A drug approved for leukaemia has also shown promise in treating a specific type of ovarian cancer in a Cancer Research UK-funded study published in the journal Molecular Cancer Therapeutics.
Scientists from The Institute of Cancer Research, London, discovered that ovarian cancer cells in mice stopped growing after they were given a drug called dasatinib, which is marketed by Bristol-Myers Squibb under the trade name Sprycel.
The researchers found a faulty gene that could be targeted to treat patients diagnosed with ovarian clear cell carcinoma, which accounts for around 25 percent of all ovarian cancer cases.
Cells carrying this gene mutation - present in around half of patients with ovarian clear cell carcinoma - grow differently to those without.
The study tested 68 different medicines on cancer cells with and without the mutation, and found that dasatinib was able to stop growth in those cells carrying it in mice.
"The next step will be to test whether this drug is effective in ovarian cancer patients," said Dr Chris Lord, leader of the Gene Function Team at the ICR. "If it is, we'll be able to get this drug to patients relatively fast as it's already approved for other types of cancer and we know it's safe."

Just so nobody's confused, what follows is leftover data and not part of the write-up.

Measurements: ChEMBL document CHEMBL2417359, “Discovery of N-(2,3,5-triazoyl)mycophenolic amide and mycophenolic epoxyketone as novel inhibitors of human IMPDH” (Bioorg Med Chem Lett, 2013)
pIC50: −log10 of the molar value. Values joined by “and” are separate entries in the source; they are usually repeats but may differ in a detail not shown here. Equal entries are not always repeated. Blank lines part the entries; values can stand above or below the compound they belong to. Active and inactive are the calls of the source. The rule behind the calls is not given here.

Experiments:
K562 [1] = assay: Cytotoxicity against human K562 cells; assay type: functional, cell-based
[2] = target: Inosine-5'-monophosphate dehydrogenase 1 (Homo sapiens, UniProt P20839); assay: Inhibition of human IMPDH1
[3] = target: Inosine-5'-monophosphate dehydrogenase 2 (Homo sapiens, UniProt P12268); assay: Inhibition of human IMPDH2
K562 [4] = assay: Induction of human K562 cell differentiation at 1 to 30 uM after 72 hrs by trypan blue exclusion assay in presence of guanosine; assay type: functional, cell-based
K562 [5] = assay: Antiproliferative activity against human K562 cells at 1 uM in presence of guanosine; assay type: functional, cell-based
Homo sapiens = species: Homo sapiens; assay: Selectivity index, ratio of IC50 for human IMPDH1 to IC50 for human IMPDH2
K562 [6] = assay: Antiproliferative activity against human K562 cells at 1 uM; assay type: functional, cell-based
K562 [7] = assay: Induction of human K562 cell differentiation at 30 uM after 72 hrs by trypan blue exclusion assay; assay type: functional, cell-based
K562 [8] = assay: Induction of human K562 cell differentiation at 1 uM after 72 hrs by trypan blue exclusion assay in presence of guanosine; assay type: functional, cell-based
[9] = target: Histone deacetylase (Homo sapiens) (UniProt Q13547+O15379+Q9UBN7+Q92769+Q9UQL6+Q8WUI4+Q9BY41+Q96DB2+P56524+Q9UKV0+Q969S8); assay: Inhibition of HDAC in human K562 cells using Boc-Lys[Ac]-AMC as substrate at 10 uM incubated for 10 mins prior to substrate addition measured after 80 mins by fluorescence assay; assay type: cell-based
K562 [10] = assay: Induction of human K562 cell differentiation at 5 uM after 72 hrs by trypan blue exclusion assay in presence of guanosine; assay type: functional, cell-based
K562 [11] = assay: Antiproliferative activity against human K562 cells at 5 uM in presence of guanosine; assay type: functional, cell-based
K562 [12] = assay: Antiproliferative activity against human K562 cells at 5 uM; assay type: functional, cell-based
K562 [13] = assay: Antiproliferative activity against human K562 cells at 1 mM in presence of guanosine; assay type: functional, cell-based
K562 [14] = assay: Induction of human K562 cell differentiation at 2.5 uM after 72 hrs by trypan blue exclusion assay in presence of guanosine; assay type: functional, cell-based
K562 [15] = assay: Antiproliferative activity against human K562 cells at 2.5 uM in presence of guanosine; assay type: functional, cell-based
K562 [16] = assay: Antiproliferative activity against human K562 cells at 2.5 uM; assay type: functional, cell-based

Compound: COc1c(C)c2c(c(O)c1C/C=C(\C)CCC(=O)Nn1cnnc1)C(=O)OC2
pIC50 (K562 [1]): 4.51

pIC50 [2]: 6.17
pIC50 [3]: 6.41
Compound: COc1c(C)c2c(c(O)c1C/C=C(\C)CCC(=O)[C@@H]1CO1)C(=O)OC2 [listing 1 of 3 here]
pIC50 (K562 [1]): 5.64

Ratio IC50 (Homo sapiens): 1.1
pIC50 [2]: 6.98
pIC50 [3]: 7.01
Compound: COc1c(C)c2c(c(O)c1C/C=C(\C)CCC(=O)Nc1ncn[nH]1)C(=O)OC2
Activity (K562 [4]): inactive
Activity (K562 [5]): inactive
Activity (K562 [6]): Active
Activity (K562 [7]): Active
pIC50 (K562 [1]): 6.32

Sprycel was approved by European regulators back in 2006 for chronic myeloid leukaemia and Ph+ acute lymphoblastic leukaemia.
Meanwhile, CR UK also announced that it has joined forced with the US government's National Cancer Institute to radically accelerate progress against cancer, in one of the first international collaborations inspired by US Vice President Joe Biden's Cancer Moonshot initiative, that strives to end cancer.
The teams will develop and refine technology to revolutionise how researchers capture and analyse cancer cells circulating in patients' blood.
Using a "super-sensitive cell-scanning device" for liquid biopsies, the team is hoping to be able to identify patients with early-stage lung and bowel cancer who still have traces of the disease in their blood and are thus more likely to relapse.
This will give doctors the opportunity to rapidly start second-line treatments.
Monitoring this 'minimal residual disease' has transformed care in blood cancers like leukaemia, but techniques are not sensitive enough to monitor patients with 'solid' tumours, the charity notes.
The US and the UK teams will build and operate identical laboratories with real-time sharing of research data and experimental procedures.